Common: "I got the beat and I just thought it was so cold. When I sat down and had the beat I was thinking, I want to do a song where I play with the word 'com' in front of everything. I might have looked in the dictionary to find any 'coms' but I don't think I found any. I wanted it to still be a true rap but just use 'com.'
"When I say 'Jack Jill's big booty,' I'm referencing a house song from Chicago. I would refernece a lot of Chicago stuff because MCing to me, the first person you wanted to impress was yourself, second you wanted to impress your homies, and then you wanted to impress fellow MCs, and then you want the whole world to hear it. So I thought that would be a dope concept [that would impress people.]
When I say 'Jack Jill's big booty,' I'm referencing a house song from Chicago. I would refernece a lot of Chicago stuff because MCing to me, the first person you wanted to impress was yourself, second you wanted to impress your homies, and then you wanted to impress fellow MCs, and then you want the whole world to hear it. So I thought that would be a dope concept [that would impress people.] - Common
"Some of the feedback I had got on why I didn't sell no records was becuase I was rapping too complex. I consider myself an intelligent person and I was a good student, so I had a certain sensibility about things. I don't think my raps were complex as much as they were coded in Chicago streets, some of it was playing on words that were deeper or using mathematics or Knowledge of Self. So maybe people did think it was complex or it was their way of saying they didn't like it.
No I.D.: “That record had a dope concept. I can’t really pinpoint who came up with the concept, but I believe it was Common. I did this beat and [the beat for] ‘I Used To Love H.E.R.’ at the same time. And I played him both of the beats on the same night. I used to have a stack of equipment on the dresser at my Mom’s house—I used to call it the leaning tower of equipment. I did them there on a new piece of equipment I’d picked up. If you listen, those two tracks aren’t far off musically, so that was the feel I was going for on both beats, and he ended up picking both of them.”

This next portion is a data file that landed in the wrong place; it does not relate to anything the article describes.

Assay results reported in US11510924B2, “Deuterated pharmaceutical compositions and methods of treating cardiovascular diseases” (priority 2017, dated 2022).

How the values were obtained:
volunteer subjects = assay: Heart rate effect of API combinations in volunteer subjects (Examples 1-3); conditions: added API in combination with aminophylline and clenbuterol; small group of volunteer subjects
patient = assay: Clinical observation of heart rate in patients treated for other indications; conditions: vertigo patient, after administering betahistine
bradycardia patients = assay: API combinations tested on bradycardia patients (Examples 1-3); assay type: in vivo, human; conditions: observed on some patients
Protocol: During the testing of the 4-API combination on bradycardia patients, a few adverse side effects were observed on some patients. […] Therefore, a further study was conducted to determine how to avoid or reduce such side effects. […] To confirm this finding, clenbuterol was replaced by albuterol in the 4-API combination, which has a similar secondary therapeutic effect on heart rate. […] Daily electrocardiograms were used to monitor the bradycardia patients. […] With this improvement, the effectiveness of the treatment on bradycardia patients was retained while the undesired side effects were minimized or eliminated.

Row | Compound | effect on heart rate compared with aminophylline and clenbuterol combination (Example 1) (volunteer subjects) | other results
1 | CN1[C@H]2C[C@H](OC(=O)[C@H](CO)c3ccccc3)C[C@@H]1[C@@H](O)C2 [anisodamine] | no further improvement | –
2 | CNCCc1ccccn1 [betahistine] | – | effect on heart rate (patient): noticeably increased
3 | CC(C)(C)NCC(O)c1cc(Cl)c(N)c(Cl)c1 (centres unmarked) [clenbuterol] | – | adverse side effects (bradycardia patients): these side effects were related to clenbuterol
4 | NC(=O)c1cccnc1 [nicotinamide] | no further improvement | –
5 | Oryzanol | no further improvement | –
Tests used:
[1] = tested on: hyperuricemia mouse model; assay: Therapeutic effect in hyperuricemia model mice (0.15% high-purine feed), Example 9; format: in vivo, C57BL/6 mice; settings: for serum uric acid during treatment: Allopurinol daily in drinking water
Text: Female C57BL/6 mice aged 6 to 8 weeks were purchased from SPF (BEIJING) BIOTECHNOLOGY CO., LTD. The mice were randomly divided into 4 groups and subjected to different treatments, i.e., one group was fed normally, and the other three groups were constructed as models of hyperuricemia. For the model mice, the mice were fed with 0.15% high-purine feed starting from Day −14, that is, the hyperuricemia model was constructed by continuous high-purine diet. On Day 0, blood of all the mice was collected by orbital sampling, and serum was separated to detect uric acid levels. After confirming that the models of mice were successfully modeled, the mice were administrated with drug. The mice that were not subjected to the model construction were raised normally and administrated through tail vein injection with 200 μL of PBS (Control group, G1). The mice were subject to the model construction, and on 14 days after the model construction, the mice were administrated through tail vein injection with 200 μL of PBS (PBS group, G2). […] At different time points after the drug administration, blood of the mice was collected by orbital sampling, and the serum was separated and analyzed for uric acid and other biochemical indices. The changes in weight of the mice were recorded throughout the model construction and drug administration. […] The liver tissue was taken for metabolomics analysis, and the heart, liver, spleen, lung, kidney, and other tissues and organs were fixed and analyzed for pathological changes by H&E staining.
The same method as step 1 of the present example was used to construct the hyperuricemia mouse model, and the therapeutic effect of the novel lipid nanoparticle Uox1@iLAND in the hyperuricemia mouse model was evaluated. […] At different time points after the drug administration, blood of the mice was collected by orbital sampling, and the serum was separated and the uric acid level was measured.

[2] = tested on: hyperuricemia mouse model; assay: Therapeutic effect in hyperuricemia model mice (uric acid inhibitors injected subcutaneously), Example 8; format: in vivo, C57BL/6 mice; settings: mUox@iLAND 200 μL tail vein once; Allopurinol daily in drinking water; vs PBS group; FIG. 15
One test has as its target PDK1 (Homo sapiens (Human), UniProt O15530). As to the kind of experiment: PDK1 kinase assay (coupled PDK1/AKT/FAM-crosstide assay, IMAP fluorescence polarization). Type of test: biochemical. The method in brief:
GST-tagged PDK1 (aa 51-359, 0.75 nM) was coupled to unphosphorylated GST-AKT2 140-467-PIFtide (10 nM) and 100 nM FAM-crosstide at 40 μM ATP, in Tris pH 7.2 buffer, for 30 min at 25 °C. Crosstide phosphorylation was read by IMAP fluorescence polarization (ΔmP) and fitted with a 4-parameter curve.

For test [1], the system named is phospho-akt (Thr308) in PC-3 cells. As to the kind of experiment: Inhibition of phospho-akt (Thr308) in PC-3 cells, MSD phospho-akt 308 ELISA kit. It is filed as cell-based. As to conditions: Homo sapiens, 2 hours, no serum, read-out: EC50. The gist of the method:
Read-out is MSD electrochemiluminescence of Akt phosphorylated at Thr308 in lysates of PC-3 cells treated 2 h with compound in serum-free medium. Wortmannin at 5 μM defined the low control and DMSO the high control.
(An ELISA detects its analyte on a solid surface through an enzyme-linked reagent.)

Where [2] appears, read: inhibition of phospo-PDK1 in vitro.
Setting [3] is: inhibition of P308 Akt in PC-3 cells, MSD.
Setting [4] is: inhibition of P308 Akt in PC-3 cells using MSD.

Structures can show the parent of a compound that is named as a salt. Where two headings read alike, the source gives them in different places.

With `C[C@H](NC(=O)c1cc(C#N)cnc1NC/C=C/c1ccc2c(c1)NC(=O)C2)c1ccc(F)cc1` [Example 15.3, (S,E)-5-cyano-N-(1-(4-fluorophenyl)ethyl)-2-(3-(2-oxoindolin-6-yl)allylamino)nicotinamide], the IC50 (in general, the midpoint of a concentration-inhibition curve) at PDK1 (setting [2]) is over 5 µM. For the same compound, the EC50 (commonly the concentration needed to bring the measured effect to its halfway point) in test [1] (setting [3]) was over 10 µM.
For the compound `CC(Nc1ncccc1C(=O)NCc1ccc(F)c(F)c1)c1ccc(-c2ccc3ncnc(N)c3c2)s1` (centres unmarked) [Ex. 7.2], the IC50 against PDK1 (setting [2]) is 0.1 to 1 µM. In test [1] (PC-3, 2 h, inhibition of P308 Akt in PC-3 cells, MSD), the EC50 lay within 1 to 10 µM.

The Twilite Tone: “You can hear Nas’s influence on that record, but more than anything I feel like I had a lot of influence on that record. To be honest, I think Rashid started to create his own sound and lane here.
“Both No I.D. and I were getting better at producing at this time, and we began to dig more. The music was sounding better and the quality was improving beat wise. We had guys like the Beatnuts in our corner. Not only did we get an education on digging, but they inspired us to dig.
Resurrection was our statement to say: ‘Nah, you’re gonna take us serious. Fuck that Can I Borrow A Dollar? shit.’ Fuck asking 'Can I,' no—we were taking it now. You have to respect us. - The Twilite Tone
“We not only found the records that everyone was looking for, but more importantly, we started finding our own records. This led to us making our own style of beats. This was something that started in the ’80s for us, but in the ’90s, music just got serious.
“We just wanted to be perceived a certain way, especially coming out of Chicago. We went to these music seminars, and went to perform in New York, and we never got booed. We might have gotten silenced or something like that, because New York was a bunch of assholes at the time. [Laughs.] We wasn’t no handicaps - no one was giving us charity. Motherfuckers would boo you in a second, and you didn’t get no props, you had to earn props.
“Back then it wasn’t like ‘Yo, I’m down with such and such rapper’ and then you’re on. Nah, we had to earn everything. And Resurrection was our statement to say: ‘Nah, you’re gonna take us serious. Fuck that Can I Borrow A Dollar? shit.’ Fuck asking 'Can I,' no—we were taking it now. You have to respect us. We had real dudes in our corner. We had the Beatnuts in our corner. When we met the Beatnuts we realized it was serious.
“Certain records would be $400, people would drive to small towns across the country searching for records, it was like ‘Yo, this shit is a competition.’ Showbiz & AG, Beatminerz, Large Professor—it was like ‘Oh shit.’ It wasn’t just about making beats anymore, it was about using the record first or finding the original copy of the album. Ju Ju and [Psycho] Les are like my older brothers, or cousins. They really inspired us to get serious about digging and making beats. I have the ultimate love and respect for them.“